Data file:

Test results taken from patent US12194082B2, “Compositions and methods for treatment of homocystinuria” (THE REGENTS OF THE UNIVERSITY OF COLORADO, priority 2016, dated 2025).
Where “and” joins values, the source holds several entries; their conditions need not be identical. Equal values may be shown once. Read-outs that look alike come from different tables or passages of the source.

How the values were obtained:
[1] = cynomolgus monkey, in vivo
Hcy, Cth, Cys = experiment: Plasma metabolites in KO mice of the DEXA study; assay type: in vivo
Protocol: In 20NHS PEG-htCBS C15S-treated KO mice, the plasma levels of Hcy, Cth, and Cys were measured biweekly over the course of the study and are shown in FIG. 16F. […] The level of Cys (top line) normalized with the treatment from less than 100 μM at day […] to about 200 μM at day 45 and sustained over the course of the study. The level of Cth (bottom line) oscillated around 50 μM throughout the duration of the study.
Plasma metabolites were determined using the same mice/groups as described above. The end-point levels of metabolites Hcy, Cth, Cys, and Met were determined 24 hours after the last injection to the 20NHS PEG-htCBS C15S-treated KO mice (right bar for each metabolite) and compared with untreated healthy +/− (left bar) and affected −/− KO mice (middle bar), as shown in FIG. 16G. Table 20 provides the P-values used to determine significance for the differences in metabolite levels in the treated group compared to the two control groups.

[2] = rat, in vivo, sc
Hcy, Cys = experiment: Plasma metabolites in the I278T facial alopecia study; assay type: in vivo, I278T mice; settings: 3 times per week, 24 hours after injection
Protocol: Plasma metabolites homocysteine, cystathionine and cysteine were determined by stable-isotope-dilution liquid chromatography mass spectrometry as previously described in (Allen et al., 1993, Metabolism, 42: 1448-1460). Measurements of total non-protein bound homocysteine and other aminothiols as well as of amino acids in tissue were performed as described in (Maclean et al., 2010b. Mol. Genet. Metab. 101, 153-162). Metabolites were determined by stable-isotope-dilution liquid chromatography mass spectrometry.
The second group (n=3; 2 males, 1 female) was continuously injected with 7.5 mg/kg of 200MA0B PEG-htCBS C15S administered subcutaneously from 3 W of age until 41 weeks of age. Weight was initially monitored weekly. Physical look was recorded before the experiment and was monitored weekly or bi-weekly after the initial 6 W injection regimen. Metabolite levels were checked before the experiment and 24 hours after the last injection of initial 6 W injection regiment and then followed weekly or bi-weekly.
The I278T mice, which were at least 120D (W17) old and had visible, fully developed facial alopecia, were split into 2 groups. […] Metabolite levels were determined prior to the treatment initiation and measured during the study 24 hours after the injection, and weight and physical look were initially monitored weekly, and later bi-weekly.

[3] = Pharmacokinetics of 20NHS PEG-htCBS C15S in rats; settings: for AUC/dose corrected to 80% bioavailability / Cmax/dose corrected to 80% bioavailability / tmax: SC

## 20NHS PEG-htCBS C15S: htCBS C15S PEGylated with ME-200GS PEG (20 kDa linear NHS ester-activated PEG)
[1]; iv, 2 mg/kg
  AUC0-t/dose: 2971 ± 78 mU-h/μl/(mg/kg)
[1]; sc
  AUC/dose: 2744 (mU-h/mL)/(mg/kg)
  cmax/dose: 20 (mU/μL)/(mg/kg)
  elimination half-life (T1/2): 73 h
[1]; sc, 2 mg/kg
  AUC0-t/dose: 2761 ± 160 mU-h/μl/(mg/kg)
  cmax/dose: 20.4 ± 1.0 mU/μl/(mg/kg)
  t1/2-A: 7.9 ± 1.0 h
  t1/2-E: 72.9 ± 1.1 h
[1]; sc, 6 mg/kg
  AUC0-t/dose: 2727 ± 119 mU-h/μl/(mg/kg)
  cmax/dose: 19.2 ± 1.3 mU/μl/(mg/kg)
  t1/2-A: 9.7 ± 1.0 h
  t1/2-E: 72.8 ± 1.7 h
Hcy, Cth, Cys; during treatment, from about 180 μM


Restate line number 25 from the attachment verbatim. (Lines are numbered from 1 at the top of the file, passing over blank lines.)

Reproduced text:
  t1/2-E: 72.9 ± 1.1 h